Recycled Computing

R.I.P. Borders

- 2011.08.02

I'm going to write about something that is kind of vaguely related to computers: Books.

Do you like books? Do you like reading?

I love books, and I am addicted to reading.

It all started in Junior High when I discovered science fiction and Robert A. Heinlein. I forget which of his juvenile novels I read first, Red Planet or Have Spacesuit, Will Travel, but I quickly tracked down all of Mr. Heinlein's juvenile novels. This turned into a lifetime obsession with the genre.

So I like books, and I like bookstores - mainly because bookstores have books in them, but lately due to the fact that they have free WiFi and a coffee shop, too. This is a trend that the Borders chain started, but, unfortunately, Borders is now going belly up. I'm sad. It's not that I can't buy books anymore, it's just I've lost another cool place to hang out.

The other night my family went to the local Borders to pick up some items on sale. I really couldn't muster much enthusiasm, as it was like attending a funeral. The coffee shop section was closed, shelves were empty, and the store was full of bargain hunters.

What do I really miss about a brick and mortar store? Browsing. Wandering around and looking for something I haven't seen before.

Now I'm no Luddite. I use the Internet for shopping - but it's for a specific need. To me at least, it's hard to browse an Internet site. And shopping is sometimes a social event (at least for my wife - I remain a confirmed search-and-destroy shopper who only wants to get in, get out, and go home). We are all human beings, and humans like to rub elbows and socialize. This is a need that we will always have, so I don't see the replacement of the retail store.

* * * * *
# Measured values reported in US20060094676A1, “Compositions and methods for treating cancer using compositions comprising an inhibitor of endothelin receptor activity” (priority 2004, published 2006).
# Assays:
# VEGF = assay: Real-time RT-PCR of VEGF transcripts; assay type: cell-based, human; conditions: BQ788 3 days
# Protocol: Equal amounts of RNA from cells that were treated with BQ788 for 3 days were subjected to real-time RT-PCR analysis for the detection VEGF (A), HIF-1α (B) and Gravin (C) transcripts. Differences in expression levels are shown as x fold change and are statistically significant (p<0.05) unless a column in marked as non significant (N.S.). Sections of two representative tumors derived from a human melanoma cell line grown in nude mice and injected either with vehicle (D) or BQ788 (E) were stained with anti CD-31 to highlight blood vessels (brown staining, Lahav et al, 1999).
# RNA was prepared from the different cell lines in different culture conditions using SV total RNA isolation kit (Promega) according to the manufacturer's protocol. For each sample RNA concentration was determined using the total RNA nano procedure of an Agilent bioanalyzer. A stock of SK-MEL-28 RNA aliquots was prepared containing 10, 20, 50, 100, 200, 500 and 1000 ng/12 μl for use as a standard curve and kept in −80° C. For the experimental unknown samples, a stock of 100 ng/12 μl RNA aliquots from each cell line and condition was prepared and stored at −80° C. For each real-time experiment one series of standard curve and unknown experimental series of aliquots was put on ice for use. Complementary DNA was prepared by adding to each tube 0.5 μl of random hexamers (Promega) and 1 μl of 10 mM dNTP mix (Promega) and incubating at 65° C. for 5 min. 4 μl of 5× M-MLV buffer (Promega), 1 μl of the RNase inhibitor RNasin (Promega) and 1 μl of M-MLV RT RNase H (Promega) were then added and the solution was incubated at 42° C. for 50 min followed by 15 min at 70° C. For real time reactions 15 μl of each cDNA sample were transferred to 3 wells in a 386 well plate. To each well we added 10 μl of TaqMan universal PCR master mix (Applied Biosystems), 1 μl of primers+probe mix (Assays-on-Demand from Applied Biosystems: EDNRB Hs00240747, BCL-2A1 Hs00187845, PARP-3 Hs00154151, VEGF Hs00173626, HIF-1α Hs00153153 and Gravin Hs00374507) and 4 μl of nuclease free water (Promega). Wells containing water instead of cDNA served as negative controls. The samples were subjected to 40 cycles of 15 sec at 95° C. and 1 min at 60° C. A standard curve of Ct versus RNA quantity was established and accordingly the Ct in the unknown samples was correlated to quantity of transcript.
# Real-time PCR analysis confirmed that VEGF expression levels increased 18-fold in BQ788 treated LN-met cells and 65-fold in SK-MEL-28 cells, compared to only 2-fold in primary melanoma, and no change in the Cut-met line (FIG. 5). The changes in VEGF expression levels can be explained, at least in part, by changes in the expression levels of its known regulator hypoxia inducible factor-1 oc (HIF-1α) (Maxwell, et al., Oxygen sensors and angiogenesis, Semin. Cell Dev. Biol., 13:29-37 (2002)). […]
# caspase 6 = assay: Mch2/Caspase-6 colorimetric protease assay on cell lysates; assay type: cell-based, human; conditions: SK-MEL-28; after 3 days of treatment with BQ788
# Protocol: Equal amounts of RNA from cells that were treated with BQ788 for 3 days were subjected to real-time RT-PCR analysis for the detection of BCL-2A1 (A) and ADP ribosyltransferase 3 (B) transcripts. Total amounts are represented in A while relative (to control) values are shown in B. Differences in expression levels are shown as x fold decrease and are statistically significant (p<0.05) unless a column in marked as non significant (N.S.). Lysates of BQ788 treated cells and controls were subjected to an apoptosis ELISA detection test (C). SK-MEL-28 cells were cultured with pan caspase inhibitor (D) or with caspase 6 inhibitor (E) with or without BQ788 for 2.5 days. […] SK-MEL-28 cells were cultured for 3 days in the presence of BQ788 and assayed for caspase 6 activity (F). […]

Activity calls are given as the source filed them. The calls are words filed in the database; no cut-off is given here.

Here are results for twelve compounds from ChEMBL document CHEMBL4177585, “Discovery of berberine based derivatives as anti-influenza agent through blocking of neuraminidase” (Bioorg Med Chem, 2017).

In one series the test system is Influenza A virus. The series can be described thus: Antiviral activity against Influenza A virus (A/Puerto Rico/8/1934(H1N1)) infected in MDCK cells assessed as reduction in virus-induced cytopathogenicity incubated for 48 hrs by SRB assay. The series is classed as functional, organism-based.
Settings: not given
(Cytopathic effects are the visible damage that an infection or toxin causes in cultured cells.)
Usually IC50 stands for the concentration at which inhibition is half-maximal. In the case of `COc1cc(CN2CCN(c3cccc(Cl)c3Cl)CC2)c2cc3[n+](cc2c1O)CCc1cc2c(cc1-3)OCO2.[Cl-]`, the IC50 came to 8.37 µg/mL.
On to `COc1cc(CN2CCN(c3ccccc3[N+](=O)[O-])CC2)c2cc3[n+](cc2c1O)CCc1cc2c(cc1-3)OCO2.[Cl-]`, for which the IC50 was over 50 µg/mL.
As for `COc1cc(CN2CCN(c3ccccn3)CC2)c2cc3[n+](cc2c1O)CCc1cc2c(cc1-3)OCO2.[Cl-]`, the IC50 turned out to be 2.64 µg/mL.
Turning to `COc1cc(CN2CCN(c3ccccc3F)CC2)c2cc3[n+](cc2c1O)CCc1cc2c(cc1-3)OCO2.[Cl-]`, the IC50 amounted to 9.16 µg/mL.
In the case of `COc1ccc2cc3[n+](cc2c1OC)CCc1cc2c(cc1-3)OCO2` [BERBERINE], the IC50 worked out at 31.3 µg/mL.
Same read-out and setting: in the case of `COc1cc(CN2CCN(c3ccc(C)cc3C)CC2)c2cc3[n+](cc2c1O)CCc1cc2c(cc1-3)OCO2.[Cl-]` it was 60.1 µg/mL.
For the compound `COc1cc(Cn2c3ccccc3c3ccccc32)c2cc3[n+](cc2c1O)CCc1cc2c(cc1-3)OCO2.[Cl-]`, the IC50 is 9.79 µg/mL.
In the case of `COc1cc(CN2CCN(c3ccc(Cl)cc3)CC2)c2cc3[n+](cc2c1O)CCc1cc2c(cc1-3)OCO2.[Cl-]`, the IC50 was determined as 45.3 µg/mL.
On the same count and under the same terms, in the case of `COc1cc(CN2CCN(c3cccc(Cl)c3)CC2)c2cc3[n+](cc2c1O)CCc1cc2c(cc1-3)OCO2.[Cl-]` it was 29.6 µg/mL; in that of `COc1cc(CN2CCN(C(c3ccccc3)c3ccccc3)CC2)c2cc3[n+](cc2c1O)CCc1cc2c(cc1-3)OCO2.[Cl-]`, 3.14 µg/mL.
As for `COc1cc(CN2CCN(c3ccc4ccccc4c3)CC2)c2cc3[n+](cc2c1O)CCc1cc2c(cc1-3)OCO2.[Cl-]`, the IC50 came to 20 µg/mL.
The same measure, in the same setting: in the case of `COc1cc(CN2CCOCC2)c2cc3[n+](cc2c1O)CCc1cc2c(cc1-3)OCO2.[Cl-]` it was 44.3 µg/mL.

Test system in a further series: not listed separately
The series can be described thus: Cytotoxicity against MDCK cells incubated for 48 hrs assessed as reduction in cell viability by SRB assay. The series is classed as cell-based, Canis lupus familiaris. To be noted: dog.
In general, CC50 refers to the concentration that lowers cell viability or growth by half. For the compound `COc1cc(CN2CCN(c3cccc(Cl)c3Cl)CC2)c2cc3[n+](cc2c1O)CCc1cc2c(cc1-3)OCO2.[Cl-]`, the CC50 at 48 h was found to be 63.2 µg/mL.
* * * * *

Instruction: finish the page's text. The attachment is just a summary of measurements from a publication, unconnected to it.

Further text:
That's why I miss Borders.

Analysts claim that one of the reasons that Borders failed was because it didn't have it's own e-reader. Amazon has the Kindle, and Barnes and Noble has the Nook, but Borders was the first book retailer to sell an e-reader - Sony's model.

I think that Borders expanded too quickly and was too spread out to weather our economic downturn. Still, whatever happened, there's still Barnes and Noble.

But I'll still miss Borders. LEM

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